Master Barossa Shiraz grower Neil Neldner stoically endured the destruction of the Vine Pull Scheme in early 'eighties and went on with his son Matthew to grow fruit which makes the Penfolds Grange cut, earning them considerably more money than Australia's current average wine grape price, a miserable $441 per tonne ... photo by Milton Wordley, from our multi-award-winning book, A year in the life of Grange 

But forget the cutlery, too. A bog through the new Wine Grape Purchases 2014 Price Dispersion Report will leave you thinking that most grapegrowers would be lucky if there was a crust to fight over. This document was compiled by the Australian Government and the new über bürokratie presumptuously called the Australian Grape and Wine Authority (AGWA).

While this report's presentation is confounding to say the least, with many layers of formidable gobbledegook and linguistic camo, it reaffirms my belief that through absolutely decrepit management, the currency of the Australian wine grape business is wilful waste, and has been for decades.

By waste, I mean wasted irrigation water, wasted family lives, wasted communities, wasted innovation, wasted environment, wasted public health (physical and mental), wasted effort, and countless wasted millions, many of them coming from the taxpayer.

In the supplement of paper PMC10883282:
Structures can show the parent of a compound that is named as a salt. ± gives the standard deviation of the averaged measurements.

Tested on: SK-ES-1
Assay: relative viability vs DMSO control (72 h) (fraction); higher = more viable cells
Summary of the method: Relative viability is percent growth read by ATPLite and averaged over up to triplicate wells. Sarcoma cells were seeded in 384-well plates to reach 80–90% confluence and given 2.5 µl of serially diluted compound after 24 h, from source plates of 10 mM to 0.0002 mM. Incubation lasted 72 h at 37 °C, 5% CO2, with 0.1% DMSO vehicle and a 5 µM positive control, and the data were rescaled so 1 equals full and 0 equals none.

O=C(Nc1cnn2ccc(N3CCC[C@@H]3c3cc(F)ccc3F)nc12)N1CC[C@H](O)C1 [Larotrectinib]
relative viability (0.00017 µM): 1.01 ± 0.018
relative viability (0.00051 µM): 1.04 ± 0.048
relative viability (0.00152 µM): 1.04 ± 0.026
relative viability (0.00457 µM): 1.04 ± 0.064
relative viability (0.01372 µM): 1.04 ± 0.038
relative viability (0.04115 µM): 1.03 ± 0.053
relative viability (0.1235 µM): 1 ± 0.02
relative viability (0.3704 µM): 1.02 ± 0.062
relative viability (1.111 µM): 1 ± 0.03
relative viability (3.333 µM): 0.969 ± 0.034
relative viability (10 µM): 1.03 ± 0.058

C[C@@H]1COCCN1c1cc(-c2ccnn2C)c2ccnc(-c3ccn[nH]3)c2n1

By wilful, I refer to those who benefit from over-supply and the constant ambiguity over which varieties should be planted, and where. The mad, panicky scramble for 'the next Sauvignon blanc,' or 'the next variety that ends in O' ensures growers are always trapped in a treadmill: buying new cuttings of varieties not tried before and grafting them onto the roots of the last thing they tried, to no avail. In lieu of phylloxera spreading more quickly, vine nurseries make millions from this confusion.

Should phylloxera cross the border, they'll make more millions selling resistant rootstocks, which change the flavour of those old clones forever once the money's been paid and the grafting done.

Through the government's Minimal Grape Pricing Scheme, most growers were being paid $186 per tonne immediately prior to the Vine Pull. That was thirty years ago. They couldn't live on that, so many surrendered to the thirty pieces of silver the taxpayer coughed up to get them out of the business.